Friday, March 25, 2011

University of Costa Rica - Getting Plugged In

This weekend is the UCR Expo, three days of "getting to know your local University!"  It's something like a combination of a fiesta, feria, and open house - there are dozens of food and craft booths, sellers of all things Costa Rican, many workshops and information centers, and half a dozen stages presenting music, dancing, martial arts demonstrations, and work-out regimes.

This morning, we strolled the few blocks from our house and wandered around.  We had a few things in mind that we wanted to see, but pretty quickly found much more to do.  We had walked through the campus many times (it makes a nice short-cut to many places we go), but hadn't really stopped to find out more than a smattering of what was there.  This time, the only real purpose was to do just that - discover what the campus had to offer.

Some snapshots:
  • posters touting studying science abroad (a lot of opportunities in Italy!)
  • a new-to-us cafeteria (near the music building, and so we saw some musicians hanging out, playing)
  • an even better short-cut :-)
  • a lively soccer game
  • even more sculptures
We also stopped at a few information stations.  One of these was about the Costa Rican folkloric music, and what they are doing to archive it.  While the music is not (yet?) available online, you can request digitized copies by email. (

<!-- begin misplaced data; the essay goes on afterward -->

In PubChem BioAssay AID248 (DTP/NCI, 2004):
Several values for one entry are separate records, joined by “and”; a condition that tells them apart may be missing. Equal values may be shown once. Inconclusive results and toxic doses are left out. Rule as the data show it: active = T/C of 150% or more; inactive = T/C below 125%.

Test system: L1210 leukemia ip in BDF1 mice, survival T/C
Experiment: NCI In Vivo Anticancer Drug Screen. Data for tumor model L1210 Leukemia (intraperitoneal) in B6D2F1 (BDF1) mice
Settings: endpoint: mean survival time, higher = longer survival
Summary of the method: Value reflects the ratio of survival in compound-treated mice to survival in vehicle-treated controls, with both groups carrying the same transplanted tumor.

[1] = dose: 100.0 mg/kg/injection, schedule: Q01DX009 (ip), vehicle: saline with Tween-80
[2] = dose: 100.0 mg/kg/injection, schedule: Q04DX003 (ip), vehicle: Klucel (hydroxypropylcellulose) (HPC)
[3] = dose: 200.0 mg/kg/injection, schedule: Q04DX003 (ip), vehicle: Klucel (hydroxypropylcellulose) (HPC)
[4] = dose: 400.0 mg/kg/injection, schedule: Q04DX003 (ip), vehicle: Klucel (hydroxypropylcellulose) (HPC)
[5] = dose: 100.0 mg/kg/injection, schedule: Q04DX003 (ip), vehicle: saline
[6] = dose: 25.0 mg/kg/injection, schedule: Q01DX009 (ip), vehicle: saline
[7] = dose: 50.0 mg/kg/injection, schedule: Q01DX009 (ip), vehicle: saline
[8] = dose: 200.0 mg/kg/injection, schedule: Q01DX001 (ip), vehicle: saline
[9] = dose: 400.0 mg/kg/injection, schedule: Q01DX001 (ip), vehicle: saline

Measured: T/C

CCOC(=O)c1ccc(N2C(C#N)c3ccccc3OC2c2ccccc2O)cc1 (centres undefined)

UCR is using and promoting a lot of free software, including using it as part of the coursework.  There was a room full of demonstrations, and the first one we encountered was a CD burner for Ubuntu!  Rick quickly got passed to the experts in video and audio editing, and got a nice demonstration of the free-ware available. He came away with a *lot* of information, and was *very* encouraged! (

Well.... Since Rick had such luck, I finally screwed up my courage and approached an expositionista in the pottery/ceramics tent.  She was *lovely!*  We talked about the School of Art - what types of art are taught (painting, ceramics, wood sculpture, etc!), and - most importantly, how I could join a class here and there without being a full-time student on a career path!  I had heard that people 56 years and older could audit classes (no placement exams, could be part-time), and I knew several full-time "regular" students, but I had never heard how someone in the middle (like me) could attend a class or two.  Opportunities for getting involved at UCR is one of the main attractions for living where we do!  So, now I'm a step closer :-)

Of course, no open-house is complete without *food!*  We got  a nice big chunk of 100% pure cocoa from a woman who made it herself, on her Finca Loroco in Talamanca.  Then we got a jar of cas pulp from the executive chef of Ay, Que Rico! from Heredia.  He had several other pulps and sauces, and we had a nice foodie moment talking about how to use them :-).  Earlier, I had seen interesting items like pejibaye flour - I'll probably go back for that...

------- contact info --------
Free software sites:

Escuela Artes Plásticas
Lilliana (for info on matriculation, session dates, what to do, etc)

Finca Loroco:
Dirección 300 m hacia Carretera a las Cataratas, Volio, Talamanca.  Familia Moreno Vargas
fax:  506.2751.0283

Ay, Que Rico!
Luis Mathieu M.
Chef Ejecutivo
8829.3464, 2262.2744
Urb. Boruca 1, Mercedes Norte, Heredia

No comments: